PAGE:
We toured in Deans van, starting with the parade for the Sisters Rodeo, where the overwhelming highlight was a three year old driving a miniature chuck wagon pulled by a team of six Welsh Corgis. We dodged a late snowstorm at Mt. Bachelor and tried a little fihshing on the famous Cascade Lakes loop, trying a few casts at Elk Lake, taking a look at the frigid float tubers suffering through no action that we could see at Hosmer Lake, then less of the same kind of non action at Crane Prairie. The abnormally cold weather had put a stop to the insect activity and thereby temporarily dampened the normally excellent fly fishing for large trout in Central Oregon.
Our next rendezvous was at Maupin on the Deschutes. I had been there on my 1997 travels, and though it was not yet time for summer or fall run steelhead; there is dependable resident trout fishing. We met in town and enjoyed lunch before setting up camp upstream along the river. As we were setting up we both noticed many different insects; small dark brown and black caddis flies and tan larger ones, but the most profuse were golden stoneflies about three quarters of an inch long. There was also a few salmon flies over two inches long. In addition to spinners and spoons, Dean had purchased at my recommendation some plastic bubbles for casting flies with the spin rod, and he already knew that this would be a place to give that a try.
I rigged up an eleven foot Scottie lightweight cane spey rod that I had not yet had any chance to fish. It is more the type of rod I'd use for autumn steelhead fishing but the Deschutes is a big enough river to give it some exercise, and the long length gives a good advantage not so much for casting but for controlling the line in the current to work the fly. With a very long rod you need not mend the line in the normal way by flipping a loop or section of line, rather you lift the main body of line and place it where you want it, all while leaving the fly where it drifts.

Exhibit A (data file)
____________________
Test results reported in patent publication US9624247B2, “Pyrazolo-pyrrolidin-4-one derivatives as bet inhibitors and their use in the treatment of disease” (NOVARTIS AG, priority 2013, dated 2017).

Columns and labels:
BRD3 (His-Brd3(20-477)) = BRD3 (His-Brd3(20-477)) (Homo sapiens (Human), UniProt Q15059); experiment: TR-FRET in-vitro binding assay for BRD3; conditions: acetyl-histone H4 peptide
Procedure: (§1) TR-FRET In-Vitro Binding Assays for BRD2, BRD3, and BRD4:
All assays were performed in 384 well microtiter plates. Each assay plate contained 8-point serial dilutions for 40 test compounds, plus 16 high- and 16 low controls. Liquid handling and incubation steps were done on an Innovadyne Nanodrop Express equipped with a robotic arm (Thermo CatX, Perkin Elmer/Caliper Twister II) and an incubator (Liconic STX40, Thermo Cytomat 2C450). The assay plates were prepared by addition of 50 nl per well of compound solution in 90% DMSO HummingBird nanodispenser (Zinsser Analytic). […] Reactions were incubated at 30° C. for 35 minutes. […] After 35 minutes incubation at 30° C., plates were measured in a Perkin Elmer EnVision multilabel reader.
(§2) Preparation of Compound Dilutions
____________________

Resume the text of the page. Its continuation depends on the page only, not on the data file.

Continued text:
That evening after dinner we both caught good trout in the fourteen inch range, perfect for breakfast the next day. Dean alternated between fishing lures and flies, and found that on the Deschutes the flies worked much better.
From the Deschutes we split up and I headed to Washington to meet Dianne's parents in Bellevue, while Dean wanted to explore Mt. Hood and the Columbia Gorge. The only place that I knew well enough to describe a place where we could meet was Spence's Bridge in British Columbia, so we parted ways and planned to meet up in four days at the roadside campspot on the banks of the Thompson.
Northern Exposure - stopping in at the Brick
Halfway done the driving portion of my trip, my overloaded truck would overheat in towns during warm weather and I too was weary of driving. My one week Oregon fishing license had expired and I was less inclined to fish and more of a mind to get to a new home where fishing trips could be by bicycle or on foot down to the bay, channel or local creek. Alaska and Dianne were still a long ways away but I took a detour to stop in for a beer and lunch at the Brick, a famous Alaska bar and eatery where everyone in Sicily hung out on the popular television show that parodied Alaskan life and characters in years gone by. I was the only one around with Alaska license plates.